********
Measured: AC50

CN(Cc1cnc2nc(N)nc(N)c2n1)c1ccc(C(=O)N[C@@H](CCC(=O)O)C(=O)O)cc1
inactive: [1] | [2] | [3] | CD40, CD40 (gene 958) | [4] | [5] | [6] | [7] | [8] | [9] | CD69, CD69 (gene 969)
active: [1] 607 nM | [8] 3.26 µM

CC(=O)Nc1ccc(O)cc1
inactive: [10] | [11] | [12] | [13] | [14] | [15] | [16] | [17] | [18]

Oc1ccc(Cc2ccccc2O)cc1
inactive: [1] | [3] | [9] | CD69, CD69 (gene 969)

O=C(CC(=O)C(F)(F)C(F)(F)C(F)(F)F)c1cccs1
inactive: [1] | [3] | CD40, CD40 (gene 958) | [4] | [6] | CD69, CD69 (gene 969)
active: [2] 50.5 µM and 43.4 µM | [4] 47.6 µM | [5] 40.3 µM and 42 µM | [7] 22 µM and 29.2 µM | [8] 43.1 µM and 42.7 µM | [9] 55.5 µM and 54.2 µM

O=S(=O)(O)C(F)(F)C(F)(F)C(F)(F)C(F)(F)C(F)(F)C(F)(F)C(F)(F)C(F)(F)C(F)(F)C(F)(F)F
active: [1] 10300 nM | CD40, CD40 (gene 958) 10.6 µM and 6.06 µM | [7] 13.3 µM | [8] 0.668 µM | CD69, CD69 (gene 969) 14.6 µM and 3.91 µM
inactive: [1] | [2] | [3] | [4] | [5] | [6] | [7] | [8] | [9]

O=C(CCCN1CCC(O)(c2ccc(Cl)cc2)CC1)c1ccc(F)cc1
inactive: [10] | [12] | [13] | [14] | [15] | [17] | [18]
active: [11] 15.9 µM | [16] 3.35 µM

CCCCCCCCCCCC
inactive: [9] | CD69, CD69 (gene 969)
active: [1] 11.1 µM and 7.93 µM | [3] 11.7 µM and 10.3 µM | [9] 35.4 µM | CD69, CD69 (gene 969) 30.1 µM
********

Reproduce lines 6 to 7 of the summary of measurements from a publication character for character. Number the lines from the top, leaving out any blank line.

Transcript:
inactive: [10] | [11] | [12] | [13] | [14] | [15] | [16] | [17] | [18]

Oc1ccc(Cc2ccccc2O)cc1